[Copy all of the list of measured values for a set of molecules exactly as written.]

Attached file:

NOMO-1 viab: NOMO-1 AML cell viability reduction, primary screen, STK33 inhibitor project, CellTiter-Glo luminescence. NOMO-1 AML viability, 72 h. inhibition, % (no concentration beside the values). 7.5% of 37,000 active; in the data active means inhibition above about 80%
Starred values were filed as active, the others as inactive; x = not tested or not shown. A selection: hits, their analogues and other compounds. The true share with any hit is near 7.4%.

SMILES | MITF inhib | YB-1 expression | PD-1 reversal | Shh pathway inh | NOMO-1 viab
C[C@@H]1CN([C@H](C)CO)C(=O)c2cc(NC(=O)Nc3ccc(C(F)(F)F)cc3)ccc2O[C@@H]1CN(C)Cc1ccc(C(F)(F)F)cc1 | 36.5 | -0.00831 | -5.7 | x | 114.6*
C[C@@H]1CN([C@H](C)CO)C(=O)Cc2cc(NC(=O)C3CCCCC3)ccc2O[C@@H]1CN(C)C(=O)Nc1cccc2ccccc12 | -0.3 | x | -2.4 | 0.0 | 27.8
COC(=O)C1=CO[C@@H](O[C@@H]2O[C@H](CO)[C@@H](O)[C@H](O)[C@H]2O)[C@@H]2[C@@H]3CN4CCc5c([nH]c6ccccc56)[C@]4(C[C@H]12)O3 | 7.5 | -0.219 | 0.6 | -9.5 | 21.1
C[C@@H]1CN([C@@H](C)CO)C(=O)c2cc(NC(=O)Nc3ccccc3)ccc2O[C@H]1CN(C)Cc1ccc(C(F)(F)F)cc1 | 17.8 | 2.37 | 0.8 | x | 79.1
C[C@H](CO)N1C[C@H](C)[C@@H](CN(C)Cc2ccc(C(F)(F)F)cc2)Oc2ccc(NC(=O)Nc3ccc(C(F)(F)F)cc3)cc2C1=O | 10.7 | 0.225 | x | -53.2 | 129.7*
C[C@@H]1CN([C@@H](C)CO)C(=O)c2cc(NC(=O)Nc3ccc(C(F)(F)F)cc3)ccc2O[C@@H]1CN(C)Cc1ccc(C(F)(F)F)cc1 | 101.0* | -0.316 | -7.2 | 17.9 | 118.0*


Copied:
NOMO-1 viab: NOMO-1 AML cell viability reduction, primary screen, STK33 inhibitor project, CellTiter-Glo luminescence. NOMO-1 AML viability, 72 h. inhibition, % (no concentration beside the values). 7.5% of 37,000 active; in the data active means inhibition above about 80%
Starred values were filed as active, the others as inactive; x = not tested or not shown. A selection: hits, their analogues and other compounds. The true share with any hit is near 7.4%.

SMILES | MITF inhib | YB-1 expression | PD-1 reversal | Shh pathway inh | NOMO-1 viab
C[C@@H]1CN([C@H](C)CO)C(=O)c2cc(NC(=O)Nc3ccc(C(F)(F)F)cc3)ccc2O[C@@H]1CN(C)Cc1ccc(C(F)(F)F)cc1 | 36.5 | -0.00831 | -5.7 | x | 114.6*
C[C@@H]1CN([C@H](C)CO)C(=O)Cc2cc(NC(=O)C3CCCCC3)ccc2O[C@@H]1CN(C)C(=O)Nc1cccc2ccccc12 | -0.3 | x | -2.4 | 0.0 | 27.8
COC(=O)C1=CO[C@@H](O[C@@H]2O[C@H](CO)[C@@H](O)[C@H](O)[C@H]2O)[C@@H]2[C@@H]3CN4CCc5c([nH]c6ccccc56)[C@]4(C[C@H]12)O3 | 7.5 | -0.219 | 0.6 | -9.5 | 21.1
C[C@@H]1CN([C@@H](C)CO)C(=O)c2cc(NC(=O)Nc3ccccc3)ccc2O[C@H]1CN(C)Cc1ccc(C(F)(F)F)cc1 | 17.8 | 2.37 | 0.8 | x | 79.1
C[C@H](CO)N1C[C@H](C)[C@@H](CN(C)Cc2ccc(C(F)(F)F)cc2)Oc2ccc(NC(=O)Nc3ccc(C(F)(F)F)cc3)cc2C1=O | 10.7 | 0.225 | x | -53.2 | 129.7*
C[C@@H]1CN([C@@H](C)CO)C(=O)c2cc(NC(=O)Nc3ccc(C(F)(F)F)cc3)ccc2O[C@@H]1CN(C)Cc1ccc(C(F)(F)F)cc1 | 101.0* | -0.316 | -7.2 | 17.9 | 118.0*